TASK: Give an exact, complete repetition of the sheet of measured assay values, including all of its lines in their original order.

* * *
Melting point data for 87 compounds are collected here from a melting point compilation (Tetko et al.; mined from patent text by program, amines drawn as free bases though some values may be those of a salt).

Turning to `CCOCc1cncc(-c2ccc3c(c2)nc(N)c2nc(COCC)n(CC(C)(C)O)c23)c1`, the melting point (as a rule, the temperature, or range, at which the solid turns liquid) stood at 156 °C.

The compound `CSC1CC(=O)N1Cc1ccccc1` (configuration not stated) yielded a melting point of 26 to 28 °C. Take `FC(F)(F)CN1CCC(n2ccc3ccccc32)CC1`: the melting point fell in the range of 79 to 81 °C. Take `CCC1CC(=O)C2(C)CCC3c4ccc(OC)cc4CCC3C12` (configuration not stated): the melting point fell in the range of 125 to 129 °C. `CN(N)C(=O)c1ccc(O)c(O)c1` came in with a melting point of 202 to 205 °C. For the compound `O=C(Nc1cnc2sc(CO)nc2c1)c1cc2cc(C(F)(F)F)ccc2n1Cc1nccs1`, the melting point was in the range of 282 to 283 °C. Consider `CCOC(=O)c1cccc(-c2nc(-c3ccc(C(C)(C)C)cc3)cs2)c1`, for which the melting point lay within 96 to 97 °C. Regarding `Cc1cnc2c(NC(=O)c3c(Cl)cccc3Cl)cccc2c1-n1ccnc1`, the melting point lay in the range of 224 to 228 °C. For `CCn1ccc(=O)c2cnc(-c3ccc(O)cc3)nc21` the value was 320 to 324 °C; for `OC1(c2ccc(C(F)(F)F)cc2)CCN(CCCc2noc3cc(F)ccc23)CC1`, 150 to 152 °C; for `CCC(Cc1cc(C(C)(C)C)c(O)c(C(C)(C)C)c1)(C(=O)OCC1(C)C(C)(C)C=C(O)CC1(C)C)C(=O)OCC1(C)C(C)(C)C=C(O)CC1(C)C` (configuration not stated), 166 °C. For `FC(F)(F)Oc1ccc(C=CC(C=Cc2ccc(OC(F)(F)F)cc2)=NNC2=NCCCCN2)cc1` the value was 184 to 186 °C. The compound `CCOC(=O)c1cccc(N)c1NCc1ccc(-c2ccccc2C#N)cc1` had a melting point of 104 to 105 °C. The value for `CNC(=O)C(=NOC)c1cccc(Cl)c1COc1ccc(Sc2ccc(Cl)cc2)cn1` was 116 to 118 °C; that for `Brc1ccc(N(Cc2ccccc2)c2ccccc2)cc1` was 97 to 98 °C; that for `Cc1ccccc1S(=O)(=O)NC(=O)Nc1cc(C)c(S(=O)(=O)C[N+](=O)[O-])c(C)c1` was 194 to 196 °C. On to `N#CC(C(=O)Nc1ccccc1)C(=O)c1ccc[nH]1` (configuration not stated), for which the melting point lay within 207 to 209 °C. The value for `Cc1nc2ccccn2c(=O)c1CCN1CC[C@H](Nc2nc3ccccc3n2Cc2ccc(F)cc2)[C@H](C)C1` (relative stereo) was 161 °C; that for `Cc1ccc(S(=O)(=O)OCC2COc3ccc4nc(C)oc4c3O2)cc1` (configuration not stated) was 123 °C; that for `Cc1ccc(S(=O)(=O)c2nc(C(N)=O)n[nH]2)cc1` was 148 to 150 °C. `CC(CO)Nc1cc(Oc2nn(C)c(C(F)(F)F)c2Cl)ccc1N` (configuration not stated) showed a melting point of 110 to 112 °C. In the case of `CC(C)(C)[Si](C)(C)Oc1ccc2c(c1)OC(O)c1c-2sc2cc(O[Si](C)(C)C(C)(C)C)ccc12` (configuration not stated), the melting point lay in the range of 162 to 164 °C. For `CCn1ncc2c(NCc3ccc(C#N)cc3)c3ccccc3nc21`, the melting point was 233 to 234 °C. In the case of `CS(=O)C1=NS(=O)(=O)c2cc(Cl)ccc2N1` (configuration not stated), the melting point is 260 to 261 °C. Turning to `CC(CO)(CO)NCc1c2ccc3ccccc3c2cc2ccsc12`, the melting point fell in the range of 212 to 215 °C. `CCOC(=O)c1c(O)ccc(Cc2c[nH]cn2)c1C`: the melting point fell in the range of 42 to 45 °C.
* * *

Melting point data for 87 compounds are collected here from a melting point compilation (Tetko et al.; mined from patent text by program, amines drawn as free bases though some values may be those of a salt).

Turning to `CCOCc1cncc(-c2ccc3c(c2)nc(N)c2nc(COCC)n(CC(C)(C)O)c23)c1`, the melting point (as a rule, the temperature, or range, at which the solid turns liquid) stood at 156 °C.

The compound `CSC1CC(=O)N1Cc1ccccc1` (configuration not stated) yielded a melting point of 26 to 28 °C. Take `FC(F)(F)CN1CCC(n2ccc3ccccc32)CC1`: the melting point fell in the range of 79 to 81 °C. Take `CCC1CC(=O)C2(C)CCC3c4ccc(OC)cc4CCC3C12` (configuration not stated): the melting point fell in the range of 125 to 129 °C. `CN(N)C(=O)c1ccc(O)c(O)c1` came in with a melting point of 202 to 205 °C. For the compound `O=C(Nc1cnc2sc(CO)nc2c1)c1cc2cc(C(F)(F)F)ccc2n1Cc1nccs1`, the melting point was in the range of 282 to 283 °C. Consider `CCOC(=O)c1cccc(-c2nc(-c3ccc(C(C)(C)C)cc3)cs2)c1`, for which the melting point lay within 96 to 97 °C. Regarding `Cc1cnc2c(NC(=O)c3c(Cl)cccc3Cl)cccc2c1-n1ccnc1`, the melting point lay in the range of 224 to 228 °C. For `CCn1ccc(=O)c2cnc(-c3ccc(O)cc3)nc21` the value was 320 to 324 °C; for `OC1(c2ccc(C(F)(F)F)cc2)CCN(CCCc2noc3cc(F)ccc23)CC1`, 150 to 152 °C; for `CCC(Cc1cc(C(C)(C)C)c(O)c(C(C)(C)C)c1)(C(=O)OCC1(C)C(C)(C)C=C(O)CC1(C)C)C(=O)OCC1(C)C(C)(C)C=C(O)CC1(C)C` (configuration not stated), 166 °C. For `FC(F)(F)Oc1ccc(C=CC(C=Cc2ccc(OC(F)(F)F)cc2)=NNC2=NCCCCN2)cc1` the value was 184 to 186 °C. The compound `CCOC(=O)c1cccc(N)c1NCc1ccc(-c2ccccc2C#N)cc1` had a melting point of 104 to 105 °C. The value for `CNC(=O)C(=NOC)c1cccc(Cl)c1COc1ccc(Sc2ccc(Cl)cc2)cn1` was 116 to 118 °C; that for `Brc1ccc(N(Cc2ccccc2)c2ccccc2)cc1` was 97 to 98 °C; that for `Cc1ccccc1S(=O)(=O)NC(=O)Nc1cc(C)c(S(=O)(=O)C[N+](=O)[O-])c(C)c1` was 194 to 196 °C. On to `N#CC(C(=O)Nc1ccccc1)C(=O)c1ccc[nH]1` (configuration not stated), for which the melting point lay within 207 to 209 °C. The value for `Cc1nc2ccccn2c(=O)c1CCN1CC[C@H](Nc2nc3ccccc3n2Cc2ccc(F)cc2)[C@H](C)C1` (relative stereo) was 161 °C; that for `Cc1ccc(S(=O)(=O)OCC2COc3ccc4nc(C)oc4c3O2)cc1` (configuration not stated) was 123 °C; that for `Cc1ccc(S(=O)(=O)c2nc(C(N)=O)n[nH]2)cc1` was 148 to 150 °C. `CC(CO)Nc1cc(Oc2nn(C)c(C(F)(F)F)c2Cl)ccc1N` (configuration not stated) showed a melting point of 110 to 112 °C. In the case of `CC(C)(C)[Si](C)(C)Oc1ccc2c(c1)OC(O)c1c-2sc2cc(O[Si](C)(C)C(C)(C)C)ccc12` (configuration not stated), the melting point lay in the range of 162 to 164 °C. For `CCn1ncc2c(NCc3ccc(C#N)cc3)c3ccccc3nc21`, the melting point was 233 to 234 °C. In the case of `CS(=O)C1=NS(=O)(=O)c2cc(Cl)ccc2N1` (configuration not stated), the melting point is 260 to 261 °C. Turning to `CC(CO)(CO)NCc1c2ccc3ccccc3c2cc2ccsc12`, the melting point fell in the range of 212 to 215 °C. `CCOC(=O)c1c(O)ccc(Cc2c[nH]cn2)c1C`: the melting point fell in the range of 42 to 45 °C.